(John Protevi, Louisiana State University)
Habit really does have a history, as this book shows, but of course in disconcertingly chaotic lives such as ours, habits are principles of continuity or consistency. Here, the contributions of a remarkable range of scholars from across traditions and disciplines elucidate the matter of habit in a manner itself both varied and continuous.
(Crispin Sartwell, Dickinson College)
This volume is a welcomed addition to the recently revived interest in the significance of habit for understanding human action—an interest lost in much contemporary social science and philosophy. As this collection of papers amply attests, the concept of habit has a rich intellectual history full of explanatory power and contradictory evaluations from the classics to our modern period, from Aristotle to Bourdieu. This book challenges us to overcome the intellectual habit of neglecting the central place of habit in shaping human thought and action.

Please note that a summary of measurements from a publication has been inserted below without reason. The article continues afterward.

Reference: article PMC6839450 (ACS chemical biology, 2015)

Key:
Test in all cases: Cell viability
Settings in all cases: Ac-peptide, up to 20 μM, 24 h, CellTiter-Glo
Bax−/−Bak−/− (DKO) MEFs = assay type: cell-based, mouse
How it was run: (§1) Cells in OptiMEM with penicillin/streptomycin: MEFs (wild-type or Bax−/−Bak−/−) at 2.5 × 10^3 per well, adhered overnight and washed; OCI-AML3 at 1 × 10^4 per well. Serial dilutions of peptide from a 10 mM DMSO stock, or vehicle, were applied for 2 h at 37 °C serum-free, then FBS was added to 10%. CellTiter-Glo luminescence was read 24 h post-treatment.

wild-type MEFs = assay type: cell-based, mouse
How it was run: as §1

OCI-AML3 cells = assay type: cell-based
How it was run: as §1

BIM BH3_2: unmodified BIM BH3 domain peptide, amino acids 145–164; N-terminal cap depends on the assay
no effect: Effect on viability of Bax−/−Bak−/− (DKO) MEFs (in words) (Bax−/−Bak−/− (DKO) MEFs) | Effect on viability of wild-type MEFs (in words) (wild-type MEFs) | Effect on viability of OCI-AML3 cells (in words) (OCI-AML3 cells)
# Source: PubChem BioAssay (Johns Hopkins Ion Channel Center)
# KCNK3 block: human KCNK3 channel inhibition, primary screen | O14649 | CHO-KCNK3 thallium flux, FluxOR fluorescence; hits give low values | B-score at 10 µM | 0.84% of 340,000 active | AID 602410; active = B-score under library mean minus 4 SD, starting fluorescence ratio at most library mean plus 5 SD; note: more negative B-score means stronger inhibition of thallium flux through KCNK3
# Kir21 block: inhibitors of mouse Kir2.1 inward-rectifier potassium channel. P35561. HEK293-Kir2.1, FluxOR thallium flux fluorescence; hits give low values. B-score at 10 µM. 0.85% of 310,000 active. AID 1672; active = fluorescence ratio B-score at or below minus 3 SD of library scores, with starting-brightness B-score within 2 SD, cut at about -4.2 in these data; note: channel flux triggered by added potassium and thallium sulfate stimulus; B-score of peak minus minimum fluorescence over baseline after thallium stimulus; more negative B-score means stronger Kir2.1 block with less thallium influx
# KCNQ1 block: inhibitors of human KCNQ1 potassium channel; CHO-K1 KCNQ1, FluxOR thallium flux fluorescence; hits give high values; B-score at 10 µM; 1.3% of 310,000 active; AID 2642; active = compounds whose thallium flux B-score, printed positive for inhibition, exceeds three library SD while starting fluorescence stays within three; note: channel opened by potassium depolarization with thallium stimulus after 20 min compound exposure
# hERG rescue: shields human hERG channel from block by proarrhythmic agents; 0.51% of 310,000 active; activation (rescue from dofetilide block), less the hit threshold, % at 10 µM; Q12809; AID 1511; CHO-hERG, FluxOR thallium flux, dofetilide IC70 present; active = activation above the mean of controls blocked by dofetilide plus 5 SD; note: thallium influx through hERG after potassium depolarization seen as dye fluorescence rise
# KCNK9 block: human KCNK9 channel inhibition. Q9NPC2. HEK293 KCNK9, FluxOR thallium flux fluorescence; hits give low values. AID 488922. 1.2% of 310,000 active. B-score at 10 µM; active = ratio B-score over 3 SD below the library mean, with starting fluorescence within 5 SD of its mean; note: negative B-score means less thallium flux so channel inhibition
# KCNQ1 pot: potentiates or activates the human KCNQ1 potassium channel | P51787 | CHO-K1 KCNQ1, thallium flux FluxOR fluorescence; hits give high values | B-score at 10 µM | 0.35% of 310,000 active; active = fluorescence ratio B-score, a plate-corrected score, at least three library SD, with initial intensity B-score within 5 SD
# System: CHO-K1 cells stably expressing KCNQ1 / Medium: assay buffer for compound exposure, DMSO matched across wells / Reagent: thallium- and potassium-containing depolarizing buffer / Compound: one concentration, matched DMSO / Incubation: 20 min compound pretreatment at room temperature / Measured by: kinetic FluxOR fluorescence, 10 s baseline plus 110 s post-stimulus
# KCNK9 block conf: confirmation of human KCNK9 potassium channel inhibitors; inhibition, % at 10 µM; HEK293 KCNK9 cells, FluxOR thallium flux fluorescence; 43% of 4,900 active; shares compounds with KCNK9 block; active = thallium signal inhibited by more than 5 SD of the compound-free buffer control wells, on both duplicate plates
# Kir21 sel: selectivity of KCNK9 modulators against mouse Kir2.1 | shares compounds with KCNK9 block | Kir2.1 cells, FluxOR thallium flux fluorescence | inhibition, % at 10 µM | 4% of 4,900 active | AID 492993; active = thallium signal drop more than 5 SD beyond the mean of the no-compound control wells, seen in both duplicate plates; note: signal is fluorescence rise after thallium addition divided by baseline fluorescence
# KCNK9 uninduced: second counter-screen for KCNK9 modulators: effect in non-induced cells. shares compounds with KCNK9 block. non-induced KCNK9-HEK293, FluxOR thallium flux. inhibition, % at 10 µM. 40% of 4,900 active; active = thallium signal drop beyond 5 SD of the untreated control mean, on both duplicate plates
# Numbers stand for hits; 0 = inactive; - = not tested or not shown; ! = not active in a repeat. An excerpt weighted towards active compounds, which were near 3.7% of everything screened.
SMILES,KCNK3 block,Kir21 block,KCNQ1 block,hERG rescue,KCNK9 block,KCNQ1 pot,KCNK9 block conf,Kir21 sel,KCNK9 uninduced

(David Swartz, Boston University)
About the Author
Adam Hutchinson is a PhD candidate in philosophy at Duquesne University. His main areas of interest are American pragmatism, the history of materialism, and critical theory (especially questions of race).